There are many foods that are known to be potentially allergenic, including:
- cereals containing gluten (including wheat, rye, barley and oats)
- mushrooms and QuornTM
- nuts (including brazil nuts, cashews, hazelnuts, almonds pinenuts and walnuts)
- peanuts (also called groundnuts or monkey nuts)
- sesame seeds
- soft fruit, strawberries
- sulphur dioxide or sulphites (preservatives in dried fruit, wines)
Gluten is a protein found in cereals such as wheat, rye and barley. Some people react to a similar protein found in oats.
Vegetarian foods suitable for people with gluten allergy or intolerance include eggs, cheese, milk, yoghurts, fruits, vegetables and pulses (peas, beans and lentils), and gluten-free grains.
Vegetarians obtain protein, minerals and B vitamins from grains so it is important to have a good mix of gluten-free grains, including breads and pasta. The Coeliac Society is an organisation with useful information for people living with coeliac disease and for those with gluten intolerance. View their Guide to Common Grains.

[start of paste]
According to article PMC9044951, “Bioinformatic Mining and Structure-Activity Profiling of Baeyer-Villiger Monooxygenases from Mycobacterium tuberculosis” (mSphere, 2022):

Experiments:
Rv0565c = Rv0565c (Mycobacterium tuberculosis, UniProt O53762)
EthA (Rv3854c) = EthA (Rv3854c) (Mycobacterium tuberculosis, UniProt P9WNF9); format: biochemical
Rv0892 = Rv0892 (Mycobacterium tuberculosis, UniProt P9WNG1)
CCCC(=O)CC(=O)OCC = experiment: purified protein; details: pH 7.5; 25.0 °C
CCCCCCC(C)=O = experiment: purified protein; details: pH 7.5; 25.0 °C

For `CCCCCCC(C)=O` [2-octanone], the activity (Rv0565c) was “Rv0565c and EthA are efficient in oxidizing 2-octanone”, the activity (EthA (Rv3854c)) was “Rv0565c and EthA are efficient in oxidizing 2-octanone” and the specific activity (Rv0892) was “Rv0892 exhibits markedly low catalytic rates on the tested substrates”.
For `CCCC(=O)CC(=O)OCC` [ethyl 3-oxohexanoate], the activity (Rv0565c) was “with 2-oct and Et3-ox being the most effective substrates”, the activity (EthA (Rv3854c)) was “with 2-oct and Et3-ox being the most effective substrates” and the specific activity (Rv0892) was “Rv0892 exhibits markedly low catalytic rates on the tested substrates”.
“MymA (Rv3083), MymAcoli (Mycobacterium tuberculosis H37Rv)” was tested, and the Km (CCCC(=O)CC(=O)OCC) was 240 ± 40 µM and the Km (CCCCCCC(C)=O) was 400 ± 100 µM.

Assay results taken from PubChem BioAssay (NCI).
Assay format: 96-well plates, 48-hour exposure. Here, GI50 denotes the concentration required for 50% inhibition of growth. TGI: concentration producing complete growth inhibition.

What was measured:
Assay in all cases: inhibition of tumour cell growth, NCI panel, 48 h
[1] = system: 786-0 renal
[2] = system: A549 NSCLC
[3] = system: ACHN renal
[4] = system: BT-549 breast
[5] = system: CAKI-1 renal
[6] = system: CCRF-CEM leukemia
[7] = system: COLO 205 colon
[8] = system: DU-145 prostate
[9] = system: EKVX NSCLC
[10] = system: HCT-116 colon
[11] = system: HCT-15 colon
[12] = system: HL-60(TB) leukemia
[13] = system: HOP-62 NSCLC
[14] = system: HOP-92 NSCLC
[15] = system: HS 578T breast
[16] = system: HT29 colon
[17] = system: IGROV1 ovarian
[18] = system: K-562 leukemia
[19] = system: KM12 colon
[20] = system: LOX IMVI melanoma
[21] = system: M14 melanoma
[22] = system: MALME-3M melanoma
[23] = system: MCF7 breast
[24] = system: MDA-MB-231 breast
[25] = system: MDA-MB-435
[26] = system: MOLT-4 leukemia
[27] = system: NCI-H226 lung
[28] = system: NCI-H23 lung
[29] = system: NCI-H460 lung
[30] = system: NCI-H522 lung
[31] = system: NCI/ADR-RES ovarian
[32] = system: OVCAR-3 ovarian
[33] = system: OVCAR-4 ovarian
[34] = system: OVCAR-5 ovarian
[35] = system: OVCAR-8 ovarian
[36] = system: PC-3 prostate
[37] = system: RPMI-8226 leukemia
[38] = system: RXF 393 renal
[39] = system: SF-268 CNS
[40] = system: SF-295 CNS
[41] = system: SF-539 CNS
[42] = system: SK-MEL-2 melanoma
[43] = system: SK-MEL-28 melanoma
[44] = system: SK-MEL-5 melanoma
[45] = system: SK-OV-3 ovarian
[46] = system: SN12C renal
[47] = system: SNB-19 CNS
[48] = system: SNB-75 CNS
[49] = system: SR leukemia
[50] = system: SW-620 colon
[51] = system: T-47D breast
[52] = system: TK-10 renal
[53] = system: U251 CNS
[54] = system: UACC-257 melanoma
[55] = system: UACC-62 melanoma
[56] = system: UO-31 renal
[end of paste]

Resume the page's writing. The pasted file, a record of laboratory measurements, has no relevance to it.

Gluten is found in many pre-packaged vegetarian foods such as veggieburgers and sausages, QuornTM products, soups and baked beans so always check the label.
Food products are subject to change and ingredients can be unexpectedly introduced into a product. Gluten food alerts and labelling advice is available from the Coeliac Society.
Egg allergy is most common in babies and young children under the age of one. About half of all children who are allergic to eggs will outgrow it by 3 years of age, and very few children still have an egg allergy after the age of six. Occasionally egg allergy can carry on into adult life, especially if you have eczema or other allergies. Reaction to eggs can cause a rash around the mouth in addition to symptoms listed above.